How Much Work Does It Take To Become A Great Game Developer?

Malcolm Gladwell, the author of best selling books such as Blink and The Tipping Point, recently released a book entitled Outliers. Gladwell’s books sell incredibly well, and I own two of them, but I have found that the premise and promise of his books is always better than the writing and delivery, which I find kind of dry and long winded. My personal opinion aside, a meme that came out of the Outliers book is the proposition that to get truly great at something takes 10,000 hours of hard work and practice, which at the full time rate of 2,080 working hours per year is five years.

I agree with Gladwell’s take on this. What? You mean it is going to take me FIVE YEARS to get good at making games? No, I’m saying it is going to take you five years to get good at what you do, but it may take much longer to really make it.

Of course, you can point to some products like iShoot, where the developer had never made a game before and is now quitting his day job due to his game’s success on the iPhone. Sure, there will be some lucky developers that break out and get a hit before they have put in their time, but those will not be the norm. Seth Godin has a good take on this, and argues that the 10,000 hours can vary depending upon the market, and smaller, newer markets are more likely to have lucky break out hits. He puts it really well with this statement:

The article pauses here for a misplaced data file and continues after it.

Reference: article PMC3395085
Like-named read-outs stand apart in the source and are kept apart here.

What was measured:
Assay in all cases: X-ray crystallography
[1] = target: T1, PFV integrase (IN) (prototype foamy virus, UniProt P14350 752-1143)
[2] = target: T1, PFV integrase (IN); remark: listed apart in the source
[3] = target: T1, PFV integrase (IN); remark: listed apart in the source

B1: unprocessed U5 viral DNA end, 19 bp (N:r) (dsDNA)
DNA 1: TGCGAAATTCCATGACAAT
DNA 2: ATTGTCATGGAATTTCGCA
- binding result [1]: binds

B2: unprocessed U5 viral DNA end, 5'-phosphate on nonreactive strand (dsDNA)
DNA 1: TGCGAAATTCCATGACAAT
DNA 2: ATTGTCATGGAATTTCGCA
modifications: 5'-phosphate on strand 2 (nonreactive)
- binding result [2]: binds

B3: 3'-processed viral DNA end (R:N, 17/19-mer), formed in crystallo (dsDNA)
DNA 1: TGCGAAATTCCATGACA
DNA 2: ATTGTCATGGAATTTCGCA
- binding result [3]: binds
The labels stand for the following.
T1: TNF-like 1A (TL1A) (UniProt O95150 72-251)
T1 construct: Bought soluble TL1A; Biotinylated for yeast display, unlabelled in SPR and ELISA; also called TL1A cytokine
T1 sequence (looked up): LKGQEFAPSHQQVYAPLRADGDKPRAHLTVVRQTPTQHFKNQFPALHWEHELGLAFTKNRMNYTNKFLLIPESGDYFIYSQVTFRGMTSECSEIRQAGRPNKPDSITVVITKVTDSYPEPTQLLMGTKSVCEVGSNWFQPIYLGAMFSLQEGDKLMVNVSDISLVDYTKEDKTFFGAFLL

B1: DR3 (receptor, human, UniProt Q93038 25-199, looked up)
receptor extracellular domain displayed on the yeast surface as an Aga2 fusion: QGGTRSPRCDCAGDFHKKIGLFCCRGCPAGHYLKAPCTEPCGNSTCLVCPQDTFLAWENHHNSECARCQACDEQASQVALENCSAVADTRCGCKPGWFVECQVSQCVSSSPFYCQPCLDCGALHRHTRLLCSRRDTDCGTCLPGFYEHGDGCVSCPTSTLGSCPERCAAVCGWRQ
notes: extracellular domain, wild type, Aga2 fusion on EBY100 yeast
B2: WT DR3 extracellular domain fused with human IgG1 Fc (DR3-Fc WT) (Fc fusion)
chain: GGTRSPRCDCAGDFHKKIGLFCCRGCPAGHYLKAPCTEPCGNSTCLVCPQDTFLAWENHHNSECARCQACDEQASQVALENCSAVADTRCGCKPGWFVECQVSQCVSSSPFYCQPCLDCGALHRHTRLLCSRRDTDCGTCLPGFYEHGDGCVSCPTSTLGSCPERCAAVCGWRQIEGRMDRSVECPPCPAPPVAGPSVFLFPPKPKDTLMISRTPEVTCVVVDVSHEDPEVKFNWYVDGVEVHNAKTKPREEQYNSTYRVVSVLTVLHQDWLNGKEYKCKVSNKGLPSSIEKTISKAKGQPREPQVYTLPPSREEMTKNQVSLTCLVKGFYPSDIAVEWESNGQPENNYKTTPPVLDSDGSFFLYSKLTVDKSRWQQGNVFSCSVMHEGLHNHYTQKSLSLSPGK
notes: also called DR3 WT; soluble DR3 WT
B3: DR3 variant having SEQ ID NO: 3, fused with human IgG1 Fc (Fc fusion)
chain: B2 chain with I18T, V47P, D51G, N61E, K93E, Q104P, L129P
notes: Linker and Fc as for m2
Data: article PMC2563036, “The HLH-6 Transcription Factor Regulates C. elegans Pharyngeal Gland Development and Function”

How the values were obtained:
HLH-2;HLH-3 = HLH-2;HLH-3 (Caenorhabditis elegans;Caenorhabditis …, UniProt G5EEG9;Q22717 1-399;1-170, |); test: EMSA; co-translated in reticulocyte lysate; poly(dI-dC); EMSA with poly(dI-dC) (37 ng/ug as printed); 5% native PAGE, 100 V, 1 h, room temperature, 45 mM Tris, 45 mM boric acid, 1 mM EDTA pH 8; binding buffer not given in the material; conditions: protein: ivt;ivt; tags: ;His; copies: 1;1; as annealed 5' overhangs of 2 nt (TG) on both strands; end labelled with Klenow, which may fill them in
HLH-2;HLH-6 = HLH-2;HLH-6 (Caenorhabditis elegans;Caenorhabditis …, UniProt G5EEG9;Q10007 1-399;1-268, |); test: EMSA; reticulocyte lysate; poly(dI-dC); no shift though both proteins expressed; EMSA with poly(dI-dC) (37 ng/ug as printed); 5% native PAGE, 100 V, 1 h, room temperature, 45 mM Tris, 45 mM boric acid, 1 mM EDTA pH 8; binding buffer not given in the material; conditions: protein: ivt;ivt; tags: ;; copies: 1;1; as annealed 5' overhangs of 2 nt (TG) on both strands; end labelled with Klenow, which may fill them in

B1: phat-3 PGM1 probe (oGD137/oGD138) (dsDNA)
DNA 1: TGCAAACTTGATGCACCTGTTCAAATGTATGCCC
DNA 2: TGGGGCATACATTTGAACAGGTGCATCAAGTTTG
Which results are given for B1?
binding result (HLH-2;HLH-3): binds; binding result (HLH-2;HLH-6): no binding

But, ready for this? The Dip is much closer in niche areas, new areas, unexplored areas. You can get through the Dip in an online network or with a new kind of music because being seen as the best in that area is easier (at least for now). You can get through the Dip as a real estate broker in a new, growing town a lot quicker than someone in midtown Manhattan. The competition is thinner and probably less motivated.

So, even though there may be some niches in games that you can break into because they are over looked or just emerging, my take is that you don’t want to count on luck. Just buckle down and become really great at what you do. If you don’t want to work hard, there is somebody out there that is working hard at becoming great, and they will take your place. I have written a basic outline of how to spend those fives year in my Five Realistic Steps To Becoming A Game Developer article. If you love what you are doing, the time will fly by.